So have conquered Nylon 910

Discussion in 'Show off' started by Henry feldman, Jun 23, 2016.

  1. Henry feldman

    Henry feldman Well-Known Member

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    Yeah, it's been a love hate with 910 (since the "incident"), but recently for a work project (sorry can't describe it as patent disclosure is still underway for the provisional patent) have been doing a lot of nylon printing, so was torture testing a small part of the device which a colleague said couldn't possible be tough enough compared to the steel version. I pointed out that while true 7.5mm thick solid stainless is insanely strong, it was stronger than the patient which is the limit so nylon should be just fine.

    So took a part I printed in 910 using 0.15 layers, ratio 0.9, Temp 250, Bed 80, Wolfbite for Nylon, full hexagon at 60% infill and tortured it. Enjoy the 2 part torture test (and always good to do a science experiment with the kids - neighbors were a bit perplexed):

     
    eca, Sarah Nicholson and Stefan like this.
  2. Henry feldman

    Henry feldman Well-Known Member

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    @mike01hu I view this as recovery therapy from the incident...
     
  3. R Design

    R Design Well-Known Member

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    Somehow I don't think this is the first time the neighbours have wondered what is going on their street!
     
  4. mike01hu

    mike01hu Well-Known Member

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    Great Henry, as long as you don't test the patient this way with your 21st Century Medieval torture!!! :eek::D
    I must try Nylon 910 soon.
     
  5. Henry feldman

    Henry feldman Well-Known Member

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    HaHa. You should see what we do for Halloween!
     
  6. Ray

    Ray Well-Known Member

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    Out of interest why Taulman 910 as opposed to any of their other Nylon filaments?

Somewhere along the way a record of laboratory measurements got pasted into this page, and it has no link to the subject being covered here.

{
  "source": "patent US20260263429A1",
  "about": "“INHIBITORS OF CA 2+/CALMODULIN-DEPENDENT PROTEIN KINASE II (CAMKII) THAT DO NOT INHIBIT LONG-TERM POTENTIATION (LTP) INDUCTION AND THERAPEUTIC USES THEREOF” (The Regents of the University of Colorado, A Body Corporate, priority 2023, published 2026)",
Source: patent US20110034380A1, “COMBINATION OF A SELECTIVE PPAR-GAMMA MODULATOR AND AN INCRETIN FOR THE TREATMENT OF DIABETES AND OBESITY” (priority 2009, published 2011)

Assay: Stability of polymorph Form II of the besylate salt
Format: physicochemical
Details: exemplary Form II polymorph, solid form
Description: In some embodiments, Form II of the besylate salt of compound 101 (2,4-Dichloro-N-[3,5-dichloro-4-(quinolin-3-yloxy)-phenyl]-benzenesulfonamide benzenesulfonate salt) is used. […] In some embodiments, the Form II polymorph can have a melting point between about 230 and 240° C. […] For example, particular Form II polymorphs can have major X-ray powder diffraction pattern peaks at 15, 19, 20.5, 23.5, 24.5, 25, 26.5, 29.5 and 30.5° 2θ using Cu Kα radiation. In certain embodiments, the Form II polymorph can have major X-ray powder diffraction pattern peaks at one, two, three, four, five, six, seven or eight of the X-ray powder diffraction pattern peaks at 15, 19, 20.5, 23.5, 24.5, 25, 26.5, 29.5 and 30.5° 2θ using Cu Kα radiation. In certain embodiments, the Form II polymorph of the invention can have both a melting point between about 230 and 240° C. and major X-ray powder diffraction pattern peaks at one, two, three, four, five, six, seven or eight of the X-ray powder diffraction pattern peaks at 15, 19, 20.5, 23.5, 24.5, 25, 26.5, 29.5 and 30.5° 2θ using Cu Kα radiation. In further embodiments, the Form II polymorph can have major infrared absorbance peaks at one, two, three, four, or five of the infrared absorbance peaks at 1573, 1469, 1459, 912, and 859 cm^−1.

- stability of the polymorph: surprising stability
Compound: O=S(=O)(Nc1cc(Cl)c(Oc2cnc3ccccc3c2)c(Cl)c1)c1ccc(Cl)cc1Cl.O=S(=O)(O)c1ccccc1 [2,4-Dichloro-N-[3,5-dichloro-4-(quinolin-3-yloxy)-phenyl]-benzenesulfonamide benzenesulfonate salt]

7. Henry feldman

    Henry feldman Well-Known Member

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    This device actually requires serious beefy strength and also has some geared parts that take a lot of impact, and absolutely cannot shatter (lives would be in jeopardy if it did). It printed great.
     
  8. eca

    eca Well-Known Member

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    I wish I could get the Wolfbite Nitro over here (Germany). Meanwhile, I am trying to find something else that the 910 will stick too...
     
  9. Henry feldman

    Henry feldman Well-Known Member

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    Really? Is it just they don't ship/sell there, or is there some regulation preventing it?
     
  10. eca

    eca Well-Known Member

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    They would ship it, but that costs like $80 just for shipping. And as far as I can tell, no one sells it over here. I have looked at all the online 3d printing shops that I could find an none carry it or the other products from Airwolf3d.
     
  11. eca

    eca Well-Known Member

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    I will just try to get a sheet of Tufnol and cut to fit (they come in 4mm thick sheets that pretty much just need to be cut in half to fit our print beds). And then pick some of the Wolfbite up the next time I am in the states.
     
  12. eca

    eca Well-Known Member

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    By the way, I just got around to watching the video, that stuff is amazingly strong. I will definitely have to use 910 for more than just replacement coasters for my shower doors ;)
     
  13. UlrichKliegis

    UlrichKliegis Well-Known Member

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    Try 'Hartpapier' or even better 'Hartgewebe'. Roughen the surface with 60 or 80 grade sandpaper or emory, clean the surface from allllll dust, heat it up to 108-110°C on the surface (that means 10° more on the heat bed for my printer here, I just invested in a simple IR thermometer which told me a lot about temperature f(place on the heatbed)), adjust the nozzle a bit closer than the distance you would use for PLA or PETG or ABS, and put down the first layer really slowly, << 20mm/s. You'll have a hard time to separate your object from the base, but it will come off.
    That's my experience with Taulmann's 965, but it should be applicable for 910 and bridge too. If 965 sticks, every other nylon will stick too.
     
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  14. Stian Indal Haugseth

    Stian Indal Haugseth Well-Known Member

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    Wondering which one of these nylons would take the hardest impact. Thinking of looking into a nylon canopy for a multirotor.
     
  15. Henry feldman

    Henry feldman Well-Known Member

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    Taulman has a nice "picking the right material" section. 910 has the sandblastable and non-shattering aspect
     
  16. Stian Indal Haugseth

    Stian Indal Haugseth Well-Known Member

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    Thanks, gone through the site now. Looks like 910 can shatter but 680 is what I'm looking for. Should be about as easy to print but I might need some other bed material.
     

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